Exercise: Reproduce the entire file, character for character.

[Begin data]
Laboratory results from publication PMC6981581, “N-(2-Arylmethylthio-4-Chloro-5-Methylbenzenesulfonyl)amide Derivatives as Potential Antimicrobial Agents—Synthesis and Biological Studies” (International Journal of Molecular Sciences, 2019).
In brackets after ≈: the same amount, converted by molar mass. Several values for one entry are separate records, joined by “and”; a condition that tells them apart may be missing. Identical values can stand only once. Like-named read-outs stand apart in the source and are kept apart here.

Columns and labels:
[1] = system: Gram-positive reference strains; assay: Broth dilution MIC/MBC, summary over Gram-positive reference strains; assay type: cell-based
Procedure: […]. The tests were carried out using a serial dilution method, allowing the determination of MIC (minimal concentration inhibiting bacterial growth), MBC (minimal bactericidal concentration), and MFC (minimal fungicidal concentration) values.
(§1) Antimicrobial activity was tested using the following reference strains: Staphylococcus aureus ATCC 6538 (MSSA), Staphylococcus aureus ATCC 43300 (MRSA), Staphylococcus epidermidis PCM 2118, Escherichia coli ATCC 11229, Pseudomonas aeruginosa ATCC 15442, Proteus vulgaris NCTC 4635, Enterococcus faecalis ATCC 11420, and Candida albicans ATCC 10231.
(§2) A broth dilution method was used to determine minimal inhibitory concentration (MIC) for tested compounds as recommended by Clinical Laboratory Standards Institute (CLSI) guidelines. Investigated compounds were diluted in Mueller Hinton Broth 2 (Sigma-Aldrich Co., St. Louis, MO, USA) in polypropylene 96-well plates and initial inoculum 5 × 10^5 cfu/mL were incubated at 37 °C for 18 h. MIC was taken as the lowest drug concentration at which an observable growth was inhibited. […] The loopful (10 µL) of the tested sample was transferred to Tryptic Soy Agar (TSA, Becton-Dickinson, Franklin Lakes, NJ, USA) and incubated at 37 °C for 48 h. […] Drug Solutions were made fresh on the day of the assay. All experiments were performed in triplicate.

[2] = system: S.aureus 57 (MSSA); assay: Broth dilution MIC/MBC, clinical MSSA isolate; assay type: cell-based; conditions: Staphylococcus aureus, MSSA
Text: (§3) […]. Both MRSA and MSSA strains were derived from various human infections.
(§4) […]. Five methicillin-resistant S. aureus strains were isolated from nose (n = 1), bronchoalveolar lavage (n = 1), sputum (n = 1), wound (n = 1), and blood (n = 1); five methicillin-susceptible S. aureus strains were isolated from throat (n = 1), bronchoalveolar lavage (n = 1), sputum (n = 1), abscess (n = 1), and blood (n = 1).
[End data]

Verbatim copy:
Laboratory results from publication PMC6981581, “N-(2-Arylmethylthio-4-Chloro-5-Methylbenzenesulfonyl)amide Derivatives as Potential Antimicrobial Agents—Synthesis and Biological Studies” (International Journal of Molecular Sciences, 2019).
In brackets after ≈: the same amount, converted by molar mass. Several values for one entry are separate records, joined by “and”; a condition that tells them apart may be missing. Identical values can stand only once. Like-named read-outs stand apart in the source and are kept apart here.

Columns and labels:
[1] = system: Gram-positive reference strains; assay: Broth dilution MIC/MBC, summary over Gram-positive reference strains; assay type: cell-based
Procedure: […]. The tests were carried out using a serial dilution method, allowing the determination of MIC (minimal concentration inhibiting bacterial growth), MBC (minimal bactericidal concentration), and MFC (minimal fungicidal concentration) values.
(§1) Antimicrobial activity was tested using the following reference strains: Staphylococcus aureus ATCC 6538 (MSSA), Staphylococcus aureus ATCC 43300 (MRSA), Staphylococcus epidermidis PCM 2118, Escherichia coli ATCC 11229, Pseudomonas aeruginosa ATCC 15442, Proteus vulgaris NCTC 4635, Enterococcus faecalis ATCC 11420, and Candida albicans ATCC 10231.
(§2) A broth dilution method was used to determine minimal inhibitory concentration (MIC) for tested compounds as recommended by Clinical Laboratory Standards Institute (CLSI) guidelines. Investigated compounds were diluted in Mueller Hinton Broth 2 (Sigma-Aldrich Co., St. Louis, MO, USA) in polypropylene 96-well plates and initial inoculum 5 × 10^5 cfu/mL were incubated at 37 °C for 18 h. MIC was taken as the lowest drug concentration at which an observable growth was inhibited. […] The loopful (10 µL) of the tested sample was transferred to Tryptic Soy Agar (TSA, Becton-Dickinson, Franklin Lakes, NJ, USA) and incubated at 37 °C for 48 h. […] Drug Solutions were made fresh on the day of the assay. All experiments were performed in triplicate.

[2] = system: S.aureus 57 (MSSA); assay: Broth dilution MIC/MBC, clinical MSSA isolate; assay type: cell-based; conditions: Staphylococcus aureus, MSSA
Text: (§3) […]. Both MRSA and MSSA strains were derived from various human infections.
(§4) […]. Five methicillin-resistant S. aureus strains were isolated from nose (n = 1), bronchoalveolar lavage (n = 1), sputum (n = 1), wound (n = 1), and blood (n = 1); five methicillin-susceptible S. aureus strains were isolated from throat (n = 1), bronchoalveolar lavage (n = 1), sputum (n = 1), abscess (n = 1), and blood (n = 1).